Tom and Marcia had started their own family, and life was good. But an antitrust case that broke up the Ma Bell monopoly had personal consequences : Tom and more than 300 coworkers were laid off.

With a mortgage and two kids under the age of 5, now what?

His financial future was up in the air. But he eventually came up with a firm plan — something, shall we say, concrete.

After lots of research, he wrote a business plan, invested his savings and received a Small Business Administration loan at a 12 percent interest rate.

He found a piece of property near 85th and Blondo Streets, purchased equipment and — a year and a half after losing his job — opened Liberty Concrete on June 1, 1987.

For three decades, customers have been mostly small-job do-it-yourselfers or contractors, buying up to two cubic yards of concrete in small trailers that Liberty provides. (For several years, he also owned large mixing trucks.)

Marcia has kept the books, paid the bills and sent out invoices, in addition to holding her own office jobs. Tom held costs down by learning to do all the mechanical work, as well as welding.

“If I had to pay people to do all that,” he said, “we’d have gone broke.”

Tom has made it a success and maintains an A+ rating from the Better Business Bureau. He and Marcia put their son through Creighton Prep and UNO, and their daughter through Duchesne Academy and Loyola University New Orleans.

Still running his business, Tom says there is so much construction in Omaha that this year should be a good one.

According to the Bureau of Labor Statistics, about 20 percent of small businesses fail in their first year, and 50 percent by their fifth year. Last June 1, Liberty Concrete marked 30 years.

Before that anniversary, the Hernons were planning to celebrate another: 40 years of marriage. They had visited Ireland, but now they were grandparents and decided on one more family trip.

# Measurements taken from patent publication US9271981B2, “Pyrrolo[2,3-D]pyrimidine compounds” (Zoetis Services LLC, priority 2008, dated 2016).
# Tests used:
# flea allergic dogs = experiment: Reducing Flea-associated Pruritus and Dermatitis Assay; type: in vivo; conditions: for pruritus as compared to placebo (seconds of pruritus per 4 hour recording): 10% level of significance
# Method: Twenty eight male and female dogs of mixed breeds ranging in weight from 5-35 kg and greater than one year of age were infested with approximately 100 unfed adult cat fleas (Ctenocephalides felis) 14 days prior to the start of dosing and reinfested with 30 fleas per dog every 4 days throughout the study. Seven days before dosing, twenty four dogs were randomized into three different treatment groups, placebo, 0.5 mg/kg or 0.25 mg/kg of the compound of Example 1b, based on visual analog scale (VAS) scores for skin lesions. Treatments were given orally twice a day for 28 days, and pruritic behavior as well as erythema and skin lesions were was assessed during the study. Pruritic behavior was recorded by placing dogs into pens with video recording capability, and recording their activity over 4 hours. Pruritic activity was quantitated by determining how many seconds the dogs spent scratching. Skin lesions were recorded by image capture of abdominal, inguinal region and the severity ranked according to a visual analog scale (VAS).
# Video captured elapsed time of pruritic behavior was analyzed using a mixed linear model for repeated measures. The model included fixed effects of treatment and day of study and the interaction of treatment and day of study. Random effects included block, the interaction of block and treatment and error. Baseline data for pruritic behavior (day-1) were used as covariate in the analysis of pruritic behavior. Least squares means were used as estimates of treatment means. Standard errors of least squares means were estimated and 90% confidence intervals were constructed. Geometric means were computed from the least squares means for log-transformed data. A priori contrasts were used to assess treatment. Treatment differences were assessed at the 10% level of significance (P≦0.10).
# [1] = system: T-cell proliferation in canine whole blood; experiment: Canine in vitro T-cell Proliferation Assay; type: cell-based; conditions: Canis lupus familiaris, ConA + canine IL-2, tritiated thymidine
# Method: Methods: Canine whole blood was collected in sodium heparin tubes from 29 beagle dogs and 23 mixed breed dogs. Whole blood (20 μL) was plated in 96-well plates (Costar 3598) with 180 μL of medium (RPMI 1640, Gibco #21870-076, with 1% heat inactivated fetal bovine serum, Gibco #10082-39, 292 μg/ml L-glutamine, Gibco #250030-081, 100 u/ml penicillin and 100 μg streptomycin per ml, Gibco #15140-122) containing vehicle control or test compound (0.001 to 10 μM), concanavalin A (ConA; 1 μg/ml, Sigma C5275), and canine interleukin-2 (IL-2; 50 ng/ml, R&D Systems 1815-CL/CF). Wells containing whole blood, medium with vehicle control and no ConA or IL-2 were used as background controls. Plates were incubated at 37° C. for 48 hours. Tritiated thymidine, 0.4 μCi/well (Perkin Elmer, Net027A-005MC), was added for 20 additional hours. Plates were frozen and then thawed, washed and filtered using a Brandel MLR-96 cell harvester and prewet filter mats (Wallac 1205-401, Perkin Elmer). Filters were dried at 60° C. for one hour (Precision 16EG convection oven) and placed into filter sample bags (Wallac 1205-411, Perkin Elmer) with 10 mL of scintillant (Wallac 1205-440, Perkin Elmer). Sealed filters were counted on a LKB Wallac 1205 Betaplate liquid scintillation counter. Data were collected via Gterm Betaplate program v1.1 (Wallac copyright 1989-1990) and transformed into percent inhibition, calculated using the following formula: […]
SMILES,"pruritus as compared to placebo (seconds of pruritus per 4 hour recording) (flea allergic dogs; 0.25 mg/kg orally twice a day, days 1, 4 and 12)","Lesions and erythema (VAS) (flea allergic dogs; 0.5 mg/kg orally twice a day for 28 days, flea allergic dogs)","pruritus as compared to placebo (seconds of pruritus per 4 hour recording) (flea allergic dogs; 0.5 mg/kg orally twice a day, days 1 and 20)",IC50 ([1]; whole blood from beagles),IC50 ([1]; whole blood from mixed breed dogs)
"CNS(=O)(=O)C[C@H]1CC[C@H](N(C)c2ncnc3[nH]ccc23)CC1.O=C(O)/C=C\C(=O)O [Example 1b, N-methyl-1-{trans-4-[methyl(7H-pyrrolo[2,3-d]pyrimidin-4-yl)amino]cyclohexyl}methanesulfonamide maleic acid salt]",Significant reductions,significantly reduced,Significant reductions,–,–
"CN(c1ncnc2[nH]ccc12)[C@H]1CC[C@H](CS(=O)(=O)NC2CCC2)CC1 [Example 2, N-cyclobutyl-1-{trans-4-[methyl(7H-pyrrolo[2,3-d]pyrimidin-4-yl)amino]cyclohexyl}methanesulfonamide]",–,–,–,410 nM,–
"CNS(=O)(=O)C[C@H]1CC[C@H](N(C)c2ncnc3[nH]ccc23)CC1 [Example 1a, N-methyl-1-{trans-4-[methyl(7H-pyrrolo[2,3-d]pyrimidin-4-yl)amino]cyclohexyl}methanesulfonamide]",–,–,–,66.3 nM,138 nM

Great. Then again, not everyone gets invited to a formal lunch with the president of a country.

The first lady of Ireland is Sabina Coyne Higgins, and her brother long ago married Tom’s sister Ann, now deceased. (Ann had lived in Omaha but moved back to Ireland.)

With relatives planning a big trip, the first lady sent invitations to a luncheon. Three generations of Hernons, from Ireland and America, gathered at the president’s residence on April 30, a Sunday.

Omahans included the Hernons’ daughter and son-in-law, Shannon and P.J. McNeil, with son Noah and daughter Morgan; and son and daughter-in-law T.J. and Darcy Hernon, with daughter Perrey. (Their son, Reid, 2, stayed home with his other grandma.)

President Higgins, popularly known in Ireland as “Michael D,” was gracious with his time, as was his wife. Darcy Hernon sang two songs, including “Danny Boy.”

The family stayed several hours, a memorable visit for all.

America turns green Saturday and sings Irish songs. Tom will spend the day with his family, recalling the trip of a lifetime — when his little grandson chatted about leprechauns, rainbows and pots of gold with the president of Ireland.